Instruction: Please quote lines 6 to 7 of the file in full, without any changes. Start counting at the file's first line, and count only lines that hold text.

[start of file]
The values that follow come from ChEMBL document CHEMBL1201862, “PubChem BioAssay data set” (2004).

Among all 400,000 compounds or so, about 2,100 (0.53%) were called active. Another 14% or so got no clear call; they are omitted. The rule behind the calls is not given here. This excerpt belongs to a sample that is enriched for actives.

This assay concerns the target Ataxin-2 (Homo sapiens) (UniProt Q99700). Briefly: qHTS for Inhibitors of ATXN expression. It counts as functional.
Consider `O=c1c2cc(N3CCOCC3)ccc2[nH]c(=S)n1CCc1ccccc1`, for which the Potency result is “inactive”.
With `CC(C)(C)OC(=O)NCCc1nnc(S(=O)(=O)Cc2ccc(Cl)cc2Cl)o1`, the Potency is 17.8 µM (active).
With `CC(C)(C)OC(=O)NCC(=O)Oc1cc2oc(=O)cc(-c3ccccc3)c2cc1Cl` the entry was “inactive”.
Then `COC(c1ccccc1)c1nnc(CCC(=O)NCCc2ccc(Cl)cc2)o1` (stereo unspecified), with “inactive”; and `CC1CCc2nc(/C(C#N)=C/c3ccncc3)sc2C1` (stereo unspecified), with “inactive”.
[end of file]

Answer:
With `CC(C)(C)OC(=O)NCC(=O)Oc1cc2oc(=O)cc(-c3ccccc3)c2cc1Cl` the entry was “inactive”.
Then `COC(c1ccccc1)c1nnc(CCC(=O)NCCc2ccc(Cl)cc2)o1` (stereo unspecified), with “inactive”; and `CC1CCc2nc(/C(C#N)=C/c3ccncc3)sc2C1` (stereo unspecified), with “inactive”.